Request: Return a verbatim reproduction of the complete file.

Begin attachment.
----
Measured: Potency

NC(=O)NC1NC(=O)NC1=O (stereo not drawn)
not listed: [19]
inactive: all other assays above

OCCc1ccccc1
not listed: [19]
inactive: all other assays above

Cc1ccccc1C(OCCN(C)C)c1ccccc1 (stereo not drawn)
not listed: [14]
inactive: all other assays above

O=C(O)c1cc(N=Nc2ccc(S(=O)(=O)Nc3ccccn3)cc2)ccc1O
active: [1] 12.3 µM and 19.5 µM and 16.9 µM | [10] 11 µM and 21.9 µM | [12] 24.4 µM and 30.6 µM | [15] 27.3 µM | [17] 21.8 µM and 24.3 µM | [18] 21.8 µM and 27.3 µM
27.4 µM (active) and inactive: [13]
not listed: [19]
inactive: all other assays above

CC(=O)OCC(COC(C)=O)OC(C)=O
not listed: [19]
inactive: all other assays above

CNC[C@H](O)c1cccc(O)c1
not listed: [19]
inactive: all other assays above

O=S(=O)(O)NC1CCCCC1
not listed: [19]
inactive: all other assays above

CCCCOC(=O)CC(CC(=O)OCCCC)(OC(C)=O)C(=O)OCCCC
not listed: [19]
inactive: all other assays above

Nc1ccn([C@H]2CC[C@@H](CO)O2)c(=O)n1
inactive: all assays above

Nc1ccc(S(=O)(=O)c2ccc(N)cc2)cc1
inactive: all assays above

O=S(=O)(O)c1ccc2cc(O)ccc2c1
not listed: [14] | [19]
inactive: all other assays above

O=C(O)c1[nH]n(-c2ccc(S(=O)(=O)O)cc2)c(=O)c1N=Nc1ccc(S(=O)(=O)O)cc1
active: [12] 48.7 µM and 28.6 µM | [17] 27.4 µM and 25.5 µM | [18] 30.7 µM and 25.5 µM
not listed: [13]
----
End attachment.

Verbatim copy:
Measured: Potency

NC(=O)NC1NC(=O)NC1=O (stereo not drawn)
not listed: [19]
inactive: all other assays above

OCCc1ccccc1
not listed: [19]
inactive: all other assays above

Cc1ccccc1C(OCCN(C)C)c1ccccc1 (stereo not drawn)
not listed: [14]
inactive: all other assays above

O=C(O)c1cc(N=Nc2ccc(S(=O)(=O)Nc3ccccn3)cc2)ccc1O
active: [1] 12.3 µM and 19.5 µM and 16.9 µM | [10] 11 µM and 21.9 µM | [12] 24.4 µM and 30.6 µM | [15] 27.3 µM | [17] 21.8 µM and 24.3 µM | [18] 21.8 µM and 27.3 µM
27.4 µM (active) and inactive: [13]
not listed: [19]
inactive: all other assays above

CC(=O)OCC(COC(C)=O)OC(C)=O
not listed: [19]
inactive: all other assays above

CNC[C@H](O)c1cccc(O)c1
not listed: [19]
inactive: all other assays above

O=S(=O)(O)NC1CCCCC1
not listed: [19]
inactive: all other assays above

CCCCOC(=O)CC(CC(=O)OCCCC)(OC(C)=O)C(=O)OCCCC
not listed: [19]
inactive: all other assays above

Nc1ccn([C@H]2CC[C@@H](CO)O2)c(=O)n1
inactive: all assays above

Nc1ccc(S(=O)(=O)c2ccc(N)cc2)cc1
inactive: all assays above

O=S(=O)(O)c1ccc2cc(O)ccc2c1
not listed: [14] | [19]
inactive: all other assays above

O=C(O)c1[nH]n(-c2ccc(S(=O)(=O)O)cc2)c(=O)c1N=Nc1ccc(S(=O)(=O)O)cc1
active: [12] 48.7 µM and 28.6 µM | [17] 27.4 µM and 25.5 µM | [18] 30.7 µM and 25.5 µM
not listed: [13]